What use could the FEC be to the USSEN?
If we wished to support this movement, we could support the SEN though some FEC dues hours. The USSEN is in need of a lot of administrative assistance, including website work and other outreach projects. The FEC could provide our systems & structures archives to the USSEN best practices archive once they are set up. We could continue to give workshops at the USSEN forums. The FEC could make available people with experience in cooperative workplaces and communal living for questions and advice.
How did the workshop go?
My workshop was scheduled on Sunday. There was only one workshop session on Sunday, and as a result only 1/3 or less of the conference attendees stayed for Sunday. Less then a dozen folks attended the FEC workshop, and I think we need at least twenty five to make it worthwhile. If we decide to go next year, I would request that we not be scheduled on Sunday.
I also gave my standard FEC workshop, while most of the other workshops were specifically targeting the audience. If we are to go to the conference again, I would tailor the workshop to explain how we are relevant to the organization and how what we have learned can be applied to a variety of different projects.
Should we send folks to this forum again?
I think we should go again and be a part of this network as it grows. However, I think we need to be clear about what we have to offer and what we hope to gain from the USSEN. If we are only going to workshops with the hopes of recruiting folks to our communities, this is not the forum for us. If we are looking for a way to be part of a larger network of folks with very similar values but with a wide variety of approaches, this will be a great place to plug in.
What did you learn at the Forum?
One of the most helpful workshops I went to was titled "Communication Strategies for Activists and Organizations." The workshop broke the communication planning process into determining the following 3 things: who is the audience, what is the message, and what is the media/method that best suits getting your message to these folks. This sounds simple, but it is actually much needed advice the FEC needs, in my opinion. I plan to bring this up in the next FEC Assembly.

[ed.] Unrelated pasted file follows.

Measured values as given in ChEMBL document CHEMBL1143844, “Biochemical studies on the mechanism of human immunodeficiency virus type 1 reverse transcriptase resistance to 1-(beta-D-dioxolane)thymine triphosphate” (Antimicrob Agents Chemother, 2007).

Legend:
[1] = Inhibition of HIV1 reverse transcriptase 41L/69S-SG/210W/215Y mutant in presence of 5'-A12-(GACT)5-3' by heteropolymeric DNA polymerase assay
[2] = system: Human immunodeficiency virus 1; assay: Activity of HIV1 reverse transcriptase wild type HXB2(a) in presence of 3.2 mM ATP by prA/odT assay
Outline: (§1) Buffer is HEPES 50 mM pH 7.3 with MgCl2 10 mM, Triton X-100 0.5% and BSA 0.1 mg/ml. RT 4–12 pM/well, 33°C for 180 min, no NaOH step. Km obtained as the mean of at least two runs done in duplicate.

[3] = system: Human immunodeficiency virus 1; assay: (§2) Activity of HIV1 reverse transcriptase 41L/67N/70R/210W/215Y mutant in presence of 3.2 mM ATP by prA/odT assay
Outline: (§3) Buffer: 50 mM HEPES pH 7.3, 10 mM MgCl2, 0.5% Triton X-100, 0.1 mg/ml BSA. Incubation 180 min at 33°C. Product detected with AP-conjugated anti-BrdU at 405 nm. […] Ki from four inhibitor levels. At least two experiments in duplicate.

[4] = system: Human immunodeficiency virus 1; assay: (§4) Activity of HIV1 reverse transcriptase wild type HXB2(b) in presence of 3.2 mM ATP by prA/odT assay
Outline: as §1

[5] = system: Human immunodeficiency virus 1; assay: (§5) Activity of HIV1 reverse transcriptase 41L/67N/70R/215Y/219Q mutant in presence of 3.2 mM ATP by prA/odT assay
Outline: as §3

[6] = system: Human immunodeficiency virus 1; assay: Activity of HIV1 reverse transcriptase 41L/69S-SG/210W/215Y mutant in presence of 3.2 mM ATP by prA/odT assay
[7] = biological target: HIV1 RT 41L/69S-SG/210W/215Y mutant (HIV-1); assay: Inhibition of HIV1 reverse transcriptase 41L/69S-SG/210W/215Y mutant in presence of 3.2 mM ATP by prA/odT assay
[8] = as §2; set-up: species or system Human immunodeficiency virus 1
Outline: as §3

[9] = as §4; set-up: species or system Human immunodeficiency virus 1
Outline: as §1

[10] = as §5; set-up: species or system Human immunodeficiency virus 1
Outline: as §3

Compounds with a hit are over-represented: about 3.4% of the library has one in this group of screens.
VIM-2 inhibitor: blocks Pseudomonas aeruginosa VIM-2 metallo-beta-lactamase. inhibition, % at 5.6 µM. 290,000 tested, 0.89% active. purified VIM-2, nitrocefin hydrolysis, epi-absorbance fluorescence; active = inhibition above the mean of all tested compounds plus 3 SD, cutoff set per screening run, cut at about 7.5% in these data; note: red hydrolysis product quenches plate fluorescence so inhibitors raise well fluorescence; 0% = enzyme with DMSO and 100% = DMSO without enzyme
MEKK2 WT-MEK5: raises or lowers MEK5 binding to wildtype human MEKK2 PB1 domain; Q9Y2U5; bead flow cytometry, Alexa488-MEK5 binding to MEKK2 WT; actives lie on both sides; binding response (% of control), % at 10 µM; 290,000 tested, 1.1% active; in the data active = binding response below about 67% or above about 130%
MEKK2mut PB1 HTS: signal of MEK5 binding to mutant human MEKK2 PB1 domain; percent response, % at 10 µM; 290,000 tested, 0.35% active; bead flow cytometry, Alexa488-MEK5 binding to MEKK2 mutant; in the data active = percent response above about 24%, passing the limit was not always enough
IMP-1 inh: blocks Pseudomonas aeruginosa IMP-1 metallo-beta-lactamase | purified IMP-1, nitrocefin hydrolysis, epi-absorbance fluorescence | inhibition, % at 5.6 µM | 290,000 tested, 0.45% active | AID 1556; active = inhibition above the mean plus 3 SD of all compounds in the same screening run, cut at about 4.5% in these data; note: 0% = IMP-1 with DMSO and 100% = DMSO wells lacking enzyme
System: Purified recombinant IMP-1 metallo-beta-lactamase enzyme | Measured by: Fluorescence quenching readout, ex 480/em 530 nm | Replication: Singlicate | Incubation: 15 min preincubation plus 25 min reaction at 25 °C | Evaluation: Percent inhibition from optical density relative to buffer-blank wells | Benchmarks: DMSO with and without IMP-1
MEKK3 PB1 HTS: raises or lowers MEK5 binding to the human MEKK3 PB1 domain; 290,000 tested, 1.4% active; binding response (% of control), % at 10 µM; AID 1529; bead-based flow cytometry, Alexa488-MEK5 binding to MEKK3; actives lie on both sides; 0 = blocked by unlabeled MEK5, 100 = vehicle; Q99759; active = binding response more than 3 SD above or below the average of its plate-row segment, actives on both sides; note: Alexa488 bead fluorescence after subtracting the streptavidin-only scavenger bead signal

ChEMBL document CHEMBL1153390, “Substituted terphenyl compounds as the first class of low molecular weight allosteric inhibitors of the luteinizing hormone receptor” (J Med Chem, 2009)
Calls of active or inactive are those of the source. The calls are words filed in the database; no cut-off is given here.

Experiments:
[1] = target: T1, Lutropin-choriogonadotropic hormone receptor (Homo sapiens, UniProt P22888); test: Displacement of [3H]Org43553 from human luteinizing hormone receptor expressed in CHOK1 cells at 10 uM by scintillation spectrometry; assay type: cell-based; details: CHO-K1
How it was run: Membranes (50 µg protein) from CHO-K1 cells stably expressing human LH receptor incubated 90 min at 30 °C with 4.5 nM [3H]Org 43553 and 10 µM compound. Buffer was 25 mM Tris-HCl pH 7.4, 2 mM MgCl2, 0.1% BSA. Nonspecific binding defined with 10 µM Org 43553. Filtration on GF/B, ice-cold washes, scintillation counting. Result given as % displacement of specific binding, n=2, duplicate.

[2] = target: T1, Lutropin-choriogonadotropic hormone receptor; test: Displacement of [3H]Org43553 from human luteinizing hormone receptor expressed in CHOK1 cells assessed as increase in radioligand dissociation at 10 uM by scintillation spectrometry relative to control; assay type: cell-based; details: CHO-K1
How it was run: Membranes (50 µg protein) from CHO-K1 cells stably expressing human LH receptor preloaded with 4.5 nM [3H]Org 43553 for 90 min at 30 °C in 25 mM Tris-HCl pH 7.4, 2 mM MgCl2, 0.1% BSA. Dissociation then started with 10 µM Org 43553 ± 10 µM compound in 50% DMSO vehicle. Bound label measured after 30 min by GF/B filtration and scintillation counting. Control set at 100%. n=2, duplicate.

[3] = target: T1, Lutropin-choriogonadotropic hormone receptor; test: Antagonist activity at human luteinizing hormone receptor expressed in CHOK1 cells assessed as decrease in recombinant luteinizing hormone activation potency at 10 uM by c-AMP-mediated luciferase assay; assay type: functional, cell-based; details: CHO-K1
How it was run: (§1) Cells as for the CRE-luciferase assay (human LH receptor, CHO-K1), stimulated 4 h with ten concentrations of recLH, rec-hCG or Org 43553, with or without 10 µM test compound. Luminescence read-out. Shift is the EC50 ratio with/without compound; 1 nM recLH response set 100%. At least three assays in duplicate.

I also learned a lot about alternative banking structures and credit unions. There are some really cool things people are doing with Credit Unions. Putting our cash into a credit union that shares our values rather then a conventional bank might be something we should seriously consider.
There was a workshop on the participatory budget system in Venezuela. Julio Chavez was the mayor of Torres, Venezuela from 2004 to 2008. As mayor, he put in a system where all the governmental budget decisions were made at the lowest possible level by the people who lives will be most impacted. It was quite fascinating, and was given in Spanish. Experiments in participatory decision making and budgeting are happening all over the world. I was hoping to hear more about the specifics on how these decisions are made on the street level, as we at Twin Oaks have been experimenting with our own participatory budgeting system with varying degrees of success.
Another workshop discussed a cluster of immigrant run worker-cooperatives in New York City. Many immigrant workers in NYC are treated poorly by their employers. A group of folks got together and formed various collectives: a childcare co-op, a construction co-op, and a house cleaning co-op. They each have different structures. One requires that everyone put in 2 hours of marketing work a week. The construction co-op gives women the opportunity to participate in construction that they had not access to before and they all pay each other equally no matter what their skill level is. It is awesome to see how sharing and cooperation can better the lives of those who have the hardest time getting by, as so much our movement is made up of those who have had a lot of privilege in the mainstream culture.
I also attended a workshop on land trusts & bio-regionalism.
What else do you have to say about the USSEN Forum?
It was great to see so many people from Central and South America there, willing to share their stories and support us as the US falls into financial crisis. The US intervenes in other countries politics or economics so often, it is nice to have the information flow the other way. We are just beginning to fall into our economic depression, but there are folks not far from us who have been battling poverty and corruption for quite some time. Some of them have come to share their tactics and strategies with us. I think there is a lot we could learn from those building the solidarity economy movement in Central and South America.
It was also intriguing to see how cooperative living could positively effect folks who are impoverished or do not have much access or opportunity in the mainstream culture. I wonder if we should be focusing more on serving these folks ourselves, or at the very least giving more aid to those who are working to bring cooperation and communalism to those who do not have the opportunity to come to us.
I am happy to answer any questions you have.